Given the effectiveness of ransomware, attackers often strike repeatedly. One notorious ransomware variant, REvil, ran rampant from 2019 to 2021. The cybercriminals behind REvil were successful at infiltrating and extorting millions of dollars from businesses for almost three years. Then, they lost control of their servers and law enforcement agencies made arrests. This seems to have stamped out this variant, but a new one, called Yanluowang, is quickly gaining steam and available under the same RaaS model.

Other infamous RaaS operations include Ryuk, which has been around since 2018 and is responsible for some of the largest ransomware attacks in the past two years. DopplePaymer, another service, targets organizations in healthcare, emergency services, and education. Egregor is another ransomware service derived from Sekhmet and Maze, two earlier notorious programs. Egregor is probably best known for its use in the attacks on Barnes & Noble, Crytek, and Ubisoft.

All these factors make the prospect of defending against these attacks seem hopeless. Thankfully, it isn’t. Especially when considering how important preparation and training are to prevent a successful ransomware attack.

SaaS vs. RaaS: defending against the attackers’ toolkit

The most important factor in defending against cyber threats involves a proactive approach. Your defensive posture will not improve itself — taking steps to prepare for future attacks is the best way to reduce your risk. Run internal security audits (or hire an outside firm to run them), educate yourself and your staff (especially non-security professionals) on how to identify phishing scams and other red flags, and find ways to strengthen data security — for example, through more frequent backups. Keep backups offsite so they are not compromised along with your actively used data. This is known as an air-gapped solution. Don’t forget that RaaS often exploits known vulnerabilities, which means that staying vigilant in patching your systems is important in strengthening your defenses. One place to start is referencing CISA’s known exploit catalog, and focusing on the most important vulnerabilities and to remain vigilant with patching your systems.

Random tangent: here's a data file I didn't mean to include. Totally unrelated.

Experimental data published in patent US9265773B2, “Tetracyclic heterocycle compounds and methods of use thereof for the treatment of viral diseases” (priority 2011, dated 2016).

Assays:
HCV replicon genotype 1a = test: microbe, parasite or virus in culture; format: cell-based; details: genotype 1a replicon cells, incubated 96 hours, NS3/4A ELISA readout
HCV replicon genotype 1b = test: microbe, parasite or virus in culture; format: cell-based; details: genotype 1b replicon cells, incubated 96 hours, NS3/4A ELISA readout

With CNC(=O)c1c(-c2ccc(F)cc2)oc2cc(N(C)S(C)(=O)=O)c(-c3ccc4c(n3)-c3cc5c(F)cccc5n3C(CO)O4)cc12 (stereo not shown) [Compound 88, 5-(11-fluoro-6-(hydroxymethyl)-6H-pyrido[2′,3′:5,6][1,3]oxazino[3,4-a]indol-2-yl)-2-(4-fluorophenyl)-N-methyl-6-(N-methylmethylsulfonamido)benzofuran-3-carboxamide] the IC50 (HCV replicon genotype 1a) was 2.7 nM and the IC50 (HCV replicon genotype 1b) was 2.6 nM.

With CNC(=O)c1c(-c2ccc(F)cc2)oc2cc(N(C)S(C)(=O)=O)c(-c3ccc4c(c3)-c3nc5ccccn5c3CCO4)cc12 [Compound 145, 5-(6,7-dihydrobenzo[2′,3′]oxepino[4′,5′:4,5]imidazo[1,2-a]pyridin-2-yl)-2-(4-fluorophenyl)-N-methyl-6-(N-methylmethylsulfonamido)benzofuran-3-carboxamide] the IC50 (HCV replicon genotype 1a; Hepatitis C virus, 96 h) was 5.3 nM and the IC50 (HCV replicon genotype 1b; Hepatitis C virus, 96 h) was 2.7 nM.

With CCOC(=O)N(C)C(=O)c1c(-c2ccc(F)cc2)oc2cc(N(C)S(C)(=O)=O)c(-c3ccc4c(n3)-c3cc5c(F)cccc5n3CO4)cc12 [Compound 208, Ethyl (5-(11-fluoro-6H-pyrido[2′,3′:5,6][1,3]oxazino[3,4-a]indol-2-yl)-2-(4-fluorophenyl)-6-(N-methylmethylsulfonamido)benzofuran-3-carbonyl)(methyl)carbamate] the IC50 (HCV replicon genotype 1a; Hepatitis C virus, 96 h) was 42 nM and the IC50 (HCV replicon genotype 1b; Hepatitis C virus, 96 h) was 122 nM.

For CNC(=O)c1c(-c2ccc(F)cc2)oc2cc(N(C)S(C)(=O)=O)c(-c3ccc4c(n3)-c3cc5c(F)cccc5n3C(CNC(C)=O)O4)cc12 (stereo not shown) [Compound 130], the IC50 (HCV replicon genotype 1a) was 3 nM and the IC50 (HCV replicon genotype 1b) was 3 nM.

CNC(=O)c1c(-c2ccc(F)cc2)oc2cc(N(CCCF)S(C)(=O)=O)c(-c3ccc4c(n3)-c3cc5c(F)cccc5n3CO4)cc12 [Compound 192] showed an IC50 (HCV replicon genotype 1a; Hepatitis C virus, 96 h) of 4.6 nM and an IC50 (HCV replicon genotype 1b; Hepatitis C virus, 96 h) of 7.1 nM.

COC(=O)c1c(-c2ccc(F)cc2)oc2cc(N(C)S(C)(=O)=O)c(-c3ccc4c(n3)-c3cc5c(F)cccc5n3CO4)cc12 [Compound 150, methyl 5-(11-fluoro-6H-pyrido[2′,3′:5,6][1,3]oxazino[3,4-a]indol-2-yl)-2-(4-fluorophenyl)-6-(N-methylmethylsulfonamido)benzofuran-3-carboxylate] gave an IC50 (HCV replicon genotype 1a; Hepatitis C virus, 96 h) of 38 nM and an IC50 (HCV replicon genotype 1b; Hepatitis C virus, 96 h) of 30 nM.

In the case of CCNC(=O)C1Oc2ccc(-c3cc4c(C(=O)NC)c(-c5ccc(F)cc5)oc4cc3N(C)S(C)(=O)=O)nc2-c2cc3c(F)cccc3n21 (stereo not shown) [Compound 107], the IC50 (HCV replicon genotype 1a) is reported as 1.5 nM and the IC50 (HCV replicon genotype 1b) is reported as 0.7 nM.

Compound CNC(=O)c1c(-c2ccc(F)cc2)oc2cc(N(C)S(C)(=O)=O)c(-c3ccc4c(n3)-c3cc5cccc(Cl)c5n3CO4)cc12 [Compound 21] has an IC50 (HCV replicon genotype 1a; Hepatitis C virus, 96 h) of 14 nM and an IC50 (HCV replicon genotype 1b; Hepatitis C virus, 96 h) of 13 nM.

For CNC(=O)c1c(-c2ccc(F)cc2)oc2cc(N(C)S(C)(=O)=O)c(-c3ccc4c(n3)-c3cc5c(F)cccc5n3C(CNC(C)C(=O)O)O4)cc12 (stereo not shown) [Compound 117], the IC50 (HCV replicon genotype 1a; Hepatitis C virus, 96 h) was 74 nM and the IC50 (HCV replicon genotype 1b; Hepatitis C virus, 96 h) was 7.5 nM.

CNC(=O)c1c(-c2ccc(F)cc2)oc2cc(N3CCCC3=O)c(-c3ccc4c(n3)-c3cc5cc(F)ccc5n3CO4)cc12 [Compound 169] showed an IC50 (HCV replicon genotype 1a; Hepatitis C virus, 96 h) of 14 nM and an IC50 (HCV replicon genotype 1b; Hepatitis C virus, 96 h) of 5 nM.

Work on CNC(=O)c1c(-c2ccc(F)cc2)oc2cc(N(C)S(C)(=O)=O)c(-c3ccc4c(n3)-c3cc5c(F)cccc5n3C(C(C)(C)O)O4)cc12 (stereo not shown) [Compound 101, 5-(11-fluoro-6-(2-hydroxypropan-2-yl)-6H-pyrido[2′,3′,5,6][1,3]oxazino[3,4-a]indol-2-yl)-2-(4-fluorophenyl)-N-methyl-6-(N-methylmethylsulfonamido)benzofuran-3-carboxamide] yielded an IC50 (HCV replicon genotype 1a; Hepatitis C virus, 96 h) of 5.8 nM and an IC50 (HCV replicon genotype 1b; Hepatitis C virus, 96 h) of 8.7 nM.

To thwart attacks like RaaS, security technology alone is not enough; it’s essential to cultivate a security-minded culture throughout your organization. Take a security operations approach that marries the technology with the human element of your organization, beginning with education on cyber hygiene and understanding that your security posture is an evolving process. As threats change, leverage threat intelligence to pivot defense strategies and the security information resources and training you provide for your employees. Rather than viewing employees as a ‘weak link’ in your organization, empower them to keep security top of mind, particularly as social engineering attacks become more personalized and target employees of every level and department.

Companies of all sizes should mind their security posture and take proactive steps to shore up defenses and create a culture of security that counters the attackers. By prioritizing security culture as part of security posture, leaders can foster a more resilient, secure future for their organizations.

Mark Manglicmot is VP of Security Services at Arctic Wolf.